- Punk In LondonPunk in EnglandReggae in a Babylon
Your humble reviewer gets to watch a lot of DVDs, and many of them are very good indeed, but rarely do I have the pleasure of watching anything that could be hailed as definitive. This trilogy of documentaries from 1978, directed by Wolfgang Buld and financed by the fine folks from German public television, finally comes to DVD, having been unavailable for almost two decades, and it absolutely earns the accolade.
Ever wondered what all the fuss was about punk? Punk In London encapsulates the time, the place, and the attitude better than any other documentary Ive ever seen. Interviews with not just some of the key bands but also club managers, roadies, and, in one dryly funny sequence, a budding singers parents, paint a vivid and accurate picture of the social conditions that gave birth to punk. English punk was, by and large, less art school and more working class, music born of boredom and frustration and a sense of hopelessness. I can vouch from personal experience that England was a pretty bleak place in the late 1970s, and its fascinating to hear these young musicians struggling to articulate this feeling both in the interviews and in their music. The live footage of The Clash, featuring two songs during the main documentary and more in a superb, unedited bonus feature, is absolutely stunning, their spartan light show allowing them to throw dramatic shadows onstage, leaving Joe Strummer bathed in white light, the veins in his temples bulging as he channels his fury into his performance. Equally riveting are the two performances by X Ray Spex, whose music still sounds, 30 years later, as if it was beamed down from an alien world. I doubt Ill watch a more fascinating, utterly essential DVD this year. Its full of treats for those who already know their Brit punk, and its a perfect entrance point for the curious.
Punk In England could easily be subtitled what punk did next, as it examines not only the second wave of punk bands (such as Spizz Oil, who changed their name and their sound every year to better reflect the changing times) but also the tribal offshoots like the ska and mod revivals that took inspiration from the original punk bands. Somewhat shorter than the previous film, Punk In England still manages to pack an awful lot of music into its 50-odd minutes. Terrific live footage of The Specials and Madness ably show why the ska revival became so popular, while a plodding live song and some eye-rollingly stupid observations from the widely derided Secret Affair show why the mod revival was thankfully less successful once original mod-punks The Jam moved on to crafting the best British pop since The Kinks. Theres some funny interview footage with Bob Geldof, five years before he became the worlds most famous charity organizer but nevertheless sporting the same massive ego even though his band is still playing fleapit dives, as well as an absolutely hysterical sequence where the future leader of 1980s stars Dexys Midnight Runners shows not one iota of promise (or any sort of vocal talent whatsoever) while fronting his first band, The Killjoys. More live Clash and a fantastic closing sequence with Ian Dury make this sequel arguably even better than the original. An added bonus is a 45 minute Women in Rock documentary that has two cracking performances by Siouxsie and the Banshees, but unfortunately, it spends way too much time interviewing white reggae outfit The Slits, whose main claim to fame is that Johnny Rotten married the lead singers mother.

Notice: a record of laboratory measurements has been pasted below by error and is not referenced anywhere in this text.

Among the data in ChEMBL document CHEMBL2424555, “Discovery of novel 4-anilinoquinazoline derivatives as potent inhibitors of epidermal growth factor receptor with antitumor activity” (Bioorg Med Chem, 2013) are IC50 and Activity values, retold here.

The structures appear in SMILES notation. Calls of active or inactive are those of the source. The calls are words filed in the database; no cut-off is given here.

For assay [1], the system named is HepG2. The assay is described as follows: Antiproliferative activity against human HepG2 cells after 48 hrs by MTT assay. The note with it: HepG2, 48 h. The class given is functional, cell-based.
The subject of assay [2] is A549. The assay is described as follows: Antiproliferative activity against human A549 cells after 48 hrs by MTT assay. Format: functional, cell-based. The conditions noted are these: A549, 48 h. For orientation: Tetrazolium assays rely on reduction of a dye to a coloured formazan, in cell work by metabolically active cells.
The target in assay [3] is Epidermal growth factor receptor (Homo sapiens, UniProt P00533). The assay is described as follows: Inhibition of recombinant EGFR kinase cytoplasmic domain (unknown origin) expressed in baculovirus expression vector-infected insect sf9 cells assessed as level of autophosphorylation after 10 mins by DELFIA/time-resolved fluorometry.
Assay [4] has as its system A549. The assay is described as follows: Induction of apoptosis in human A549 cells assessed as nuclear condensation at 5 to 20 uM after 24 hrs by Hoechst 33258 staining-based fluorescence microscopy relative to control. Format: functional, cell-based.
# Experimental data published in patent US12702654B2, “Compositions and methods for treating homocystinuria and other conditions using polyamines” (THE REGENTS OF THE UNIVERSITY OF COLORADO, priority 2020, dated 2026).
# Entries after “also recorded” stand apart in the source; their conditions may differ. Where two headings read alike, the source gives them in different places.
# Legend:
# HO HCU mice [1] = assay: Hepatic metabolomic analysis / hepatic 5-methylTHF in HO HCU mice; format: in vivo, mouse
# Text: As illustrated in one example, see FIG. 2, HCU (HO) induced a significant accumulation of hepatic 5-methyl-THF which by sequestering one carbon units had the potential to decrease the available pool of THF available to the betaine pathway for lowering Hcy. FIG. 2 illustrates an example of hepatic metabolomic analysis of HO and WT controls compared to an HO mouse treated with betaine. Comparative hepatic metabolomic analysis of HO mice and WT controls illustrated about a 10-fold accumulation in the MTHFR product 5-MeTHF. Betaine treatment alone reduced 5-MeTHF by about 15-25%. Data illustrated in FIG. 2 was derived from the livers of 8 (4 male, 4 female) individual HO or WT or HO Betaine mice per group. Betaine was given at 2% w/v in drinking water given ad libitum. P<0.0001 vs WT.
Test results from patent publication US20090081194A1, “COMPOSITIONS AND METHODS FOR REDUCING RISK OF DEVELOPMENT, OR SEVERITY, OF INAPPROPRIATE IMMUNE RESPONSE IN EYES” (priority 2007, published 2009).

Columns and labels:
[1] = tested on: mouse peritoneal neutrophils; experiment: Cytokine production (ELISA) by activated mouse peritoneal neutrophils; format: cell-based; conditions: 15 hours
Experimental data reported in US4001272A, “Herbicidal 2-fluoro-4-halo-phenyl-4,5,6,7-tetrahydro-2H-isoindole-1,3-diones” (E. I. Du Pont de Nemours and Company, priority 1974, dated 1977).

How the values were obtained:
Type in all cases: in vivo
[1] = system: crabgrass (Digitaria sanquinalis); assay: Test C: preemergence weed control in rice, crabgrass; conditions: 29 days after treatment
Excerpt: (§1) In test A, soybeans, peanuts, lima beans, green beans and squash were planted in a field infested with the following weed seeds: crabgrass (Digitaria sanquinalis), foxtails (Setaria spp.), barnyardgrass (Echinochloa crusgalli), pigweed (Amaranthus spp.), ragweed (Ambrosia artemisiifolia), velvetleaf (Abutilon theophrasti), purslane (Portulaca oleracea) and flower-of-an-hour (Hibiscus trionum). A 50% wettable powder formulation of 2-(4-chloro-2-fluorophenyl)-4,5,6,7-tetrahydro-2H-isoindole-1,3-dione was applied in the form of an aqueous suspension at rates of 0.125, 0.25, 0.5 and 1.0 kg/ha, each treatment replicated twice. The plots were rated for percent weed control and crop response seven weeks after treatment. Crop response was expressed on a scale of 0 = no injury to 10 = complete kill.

_Reggae in Babylon _ is the slightest of the three, although its still terrific, openly asking how a music so firmly associated with Jamaica can survive and thrive for a different generation in the inhospitable and chilly climes of London. Fine live and in-rehearsal footage of some of Englands greatest reggae bands, such as the especially fiery Steel Pulse, and intelligent interviews make its 45 minutes fly by quickly.
If there is one criticism of these documentaries, its that these three features should be available together in a box set rather than as individual DVDs. The 45 minutes (with no extras) of _Reggae in Babylon _ is especially questionable in the bang for your buck department as a standalone, but to complain too loudly would be churlish. On the whole, these films are brilliant, _brilliant _ stuff, and at the very least, you owe it to yourself to grab the first two of these releases right now.